Nearly 50 years have passed since the U.S. Supreme Court’s decision in Roe v. Wade. The passage of time, however, has not diminished the legal and political fights over its future. With a conservative majority on the U.S. Supreme Court and the Trump administration’s success in adding more conservative judges to courts across the nation, the future of reproductive rights is being reshaped by the new judicial power balance.
“We are in an uphill fight in Ohio and around the nation,” said Jessie Hill, the Judge Ben C. Green Professor of Law and Associate Dean for Research and Faculty Development at Case Western Reserve University School of Law. “We are all asking: What does the world look like if Roe is overturned?”
Hill, whose research explores the intersection of constitutional law and health law, has spent the majority of her legal career fighting to prevent the erosion of reproductive rights. After initially studying comparative literature in graduate school, she made the switch to law school in the hope of having a greater impact on the issues that mattered to her. Her decision was validated when she spent a summer with the national office of the ACLU as an intern.
“For the first time, I fell in love with the work,” said Hill. “Before the ACLU internship, I interned with law firms and legal services, but it didn’t really speak to me. The passion of the ACLU lawyers, combined with the importance of their work, inspired and reassured me that I chose the right career path.”
Hill returned to the ACLU as a fellow with the Reproductive Freedom Project after graduating law school and clerking for 6th Circuit Judge Karen Nelson Moore, gaining valuable legal experience and making contacts at like-minded organizations. Then, after working at a law firm specializing in civil rights, she joined the faculty of Case Western Reserve University School of Law in 2003 as a visiting assistant professor.
Professor Hill is an accomplished scholar, writing extensively in the area of reproductive rights. She has published in some of the most prestigious journals in the country and has forthcoming articles in the Georgetown Law Journal and the Virginia Law Review Online.
Now in her 17th year of teaching, Hill brings a wealth of practical experience to the classroom, taking on work for some of the most significant recent reproductive rights cases in Ohio. She currently serves as lead counsel or co-counsel in nearly every major constitutional challenge to an Ohio law restricting reproductive rights. In addition, she has submitted friend-of-the-court briefs in cases across the country on behalf of Planned Parenthood, the Center for Reproductive Rights, and the ACLU. In March, Professor Hill argued before the entire U.S. Court of Appeals for the Sixth Circuit—her first argument before a panel of sixteen judges. She was also involved in litigation to protect access to abortion in Ohio during the pandemic. Professor Hill’s litigation work is supported in part by grants from various foundations.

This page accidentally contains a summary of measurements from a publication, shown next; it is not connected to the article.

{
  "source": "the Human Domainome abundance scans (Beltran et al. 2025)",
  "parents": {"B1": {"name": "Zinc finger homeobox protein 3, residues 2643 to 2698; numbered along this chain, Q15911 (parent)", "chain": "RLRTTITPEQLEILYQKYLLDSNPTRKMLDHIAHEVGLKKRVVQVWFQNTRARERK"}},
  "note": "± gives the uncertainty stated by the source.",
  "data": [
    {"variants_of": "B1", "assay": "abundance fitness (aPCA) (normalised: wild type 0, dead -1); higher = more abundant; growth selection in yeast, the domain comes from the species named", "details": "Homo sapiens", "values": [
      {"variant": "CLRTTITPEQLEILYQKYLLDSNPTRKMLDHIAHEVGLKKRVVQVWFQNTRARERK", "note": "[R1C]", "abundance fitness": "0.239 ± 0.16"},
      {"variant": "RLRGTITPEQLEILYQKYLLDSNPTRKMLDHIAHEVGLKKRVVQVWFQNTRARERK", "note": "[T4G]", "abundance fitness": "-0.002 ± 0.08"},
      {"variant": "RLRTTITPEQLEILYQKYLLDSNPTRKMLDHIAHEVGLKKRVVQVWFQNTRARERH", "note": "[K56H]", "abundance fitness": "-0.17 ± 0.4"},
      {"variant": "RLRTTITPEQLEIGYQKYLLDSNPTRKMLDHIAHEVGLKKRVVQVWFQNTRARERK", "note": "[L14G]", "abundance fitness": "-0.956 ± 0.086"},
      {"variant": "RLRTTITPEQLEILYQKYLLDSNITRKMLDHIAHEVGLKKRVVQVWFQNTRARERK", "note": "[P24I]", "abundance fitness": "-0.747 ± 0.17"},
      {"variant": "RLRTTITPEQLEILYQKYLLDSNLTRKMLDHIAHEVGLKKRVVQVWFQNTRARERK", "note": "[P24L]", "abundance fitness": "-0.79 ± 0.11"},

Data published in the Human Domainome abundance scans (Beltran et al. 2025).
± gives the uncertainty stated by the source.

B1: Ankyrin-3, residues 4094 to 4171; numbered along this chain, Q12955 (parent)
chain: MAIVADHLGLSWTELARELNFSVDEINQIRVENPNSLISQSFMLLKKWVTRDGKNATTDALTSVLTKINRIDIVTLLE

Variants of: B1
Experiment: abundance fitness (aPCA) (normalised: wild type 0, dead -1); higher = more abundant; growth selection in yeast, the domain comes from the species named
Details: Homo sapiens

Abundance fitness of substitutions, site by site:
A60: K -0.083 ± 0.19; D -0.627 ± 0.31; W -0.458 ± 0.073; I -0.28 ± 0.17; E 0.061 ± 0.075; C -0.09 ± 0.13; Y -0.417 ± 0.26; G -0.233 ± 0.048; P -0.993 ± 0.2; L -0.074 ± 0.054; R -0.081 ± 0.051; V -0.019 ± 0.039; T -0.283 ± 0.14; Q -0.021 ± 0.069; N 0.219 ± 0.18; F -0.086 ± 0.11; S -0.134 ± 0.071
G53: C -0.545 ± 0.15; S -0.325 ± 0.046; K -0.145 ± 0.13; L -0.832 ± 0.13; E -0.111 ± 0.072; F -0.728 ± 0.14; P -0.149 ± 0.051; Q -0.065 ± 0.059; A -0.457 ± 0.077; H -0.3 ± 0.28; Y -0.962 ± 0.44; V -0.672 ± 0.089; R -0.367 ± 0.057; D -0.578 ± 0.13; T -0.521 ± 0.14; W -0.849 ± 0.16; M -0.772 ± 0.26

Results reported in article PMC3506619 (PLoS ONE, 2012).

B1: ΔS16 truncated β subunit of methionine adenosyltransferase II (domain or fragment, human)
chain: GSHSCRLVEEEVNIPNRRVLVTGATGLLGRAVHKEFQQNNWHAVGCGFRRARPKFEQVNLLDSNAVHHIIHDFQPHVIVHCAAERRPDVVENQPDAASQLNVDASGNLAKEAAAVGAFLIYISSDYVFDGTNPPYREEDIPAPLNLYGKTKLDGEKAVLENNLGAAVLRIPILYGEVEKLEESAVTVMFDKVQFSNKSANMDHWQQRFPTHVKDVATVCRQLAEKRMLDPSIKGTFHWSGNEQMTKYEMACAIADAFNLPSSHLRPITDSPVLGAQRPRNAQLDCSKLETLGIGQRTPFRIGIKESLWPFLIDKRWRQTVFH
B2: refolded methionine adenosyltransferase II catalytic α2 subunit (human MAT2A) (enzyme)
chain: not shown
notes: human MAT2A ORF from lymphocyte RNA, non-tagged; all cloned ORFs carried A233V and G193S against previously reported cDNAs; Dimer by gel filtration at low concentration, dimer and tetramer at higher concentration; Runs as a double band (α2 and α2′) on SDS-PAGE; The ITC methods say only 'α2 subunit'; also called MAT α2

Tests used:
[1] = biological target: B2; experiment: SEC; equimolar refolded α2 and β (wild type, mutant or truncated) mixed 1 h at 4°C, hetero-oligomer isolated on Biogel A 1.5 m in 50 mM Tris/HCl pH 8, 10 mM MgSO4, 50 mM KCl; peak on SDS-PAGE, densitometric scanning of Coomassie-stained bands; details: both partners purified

“I like having my hand in the practice world,” said Hill. “Having that connection helps inform my scholarship and teaching, while also bringing a real-world perspective to the classroom that gives students the option to get involved in reproductive rights.”
In 2016, Hill created the law school’s Reproductive Rights Lab, where students produce research memos for real cases brought to Hill by advocacy groups nationally and across Ohio.
“It’s more than understanding the black letter of the law,” said Hill. “I work with students in the lab and help them think through the issues. How would you litigate these cases? How do you bring claims and what facts do you need before you go to court?”
While some of the issues students work on are focused on abortion access and rights, the scope of the lab’s work extends into other aspects of healthcare as well.
“Reproductive rights aren’t limited to abortion,” said Hill. “We’ve also worked on the rights of female prisoners to prenatal care and access to feminine hygiene products, produced memos on the adoption of buffer zones around clinics and examined restrictions on midwifery in Ohio. Regardless of the type of case, the process for students is the same. Examine the law, research the relevant facts, and provide a detailed analysis.”
In addition to her work in the classroom and the courtroom, Hill also serves as an advocate and researcher in the community. She is currently a legal consultant and steering committee member with the Ohio Policy Evaluation Network (OPEN), a statewide research project studying reproductive health care access and policy in Ohio. Professor Hill also serves on the boards of the National Abortion Federation Hotline Fund and of Preterm, a nonprofit abortion and sexual health clinic in Cleveland.
“You can’t succeed as a professor if you aren’t authentic to your beliefs,” said Hill. “The work I do outside the classroom directly benefits the students in our lab, giving them access to local, state and national partner organizations. For students interested in this area, we’re providing the education and practical experience to join the cause of reproductive rights.”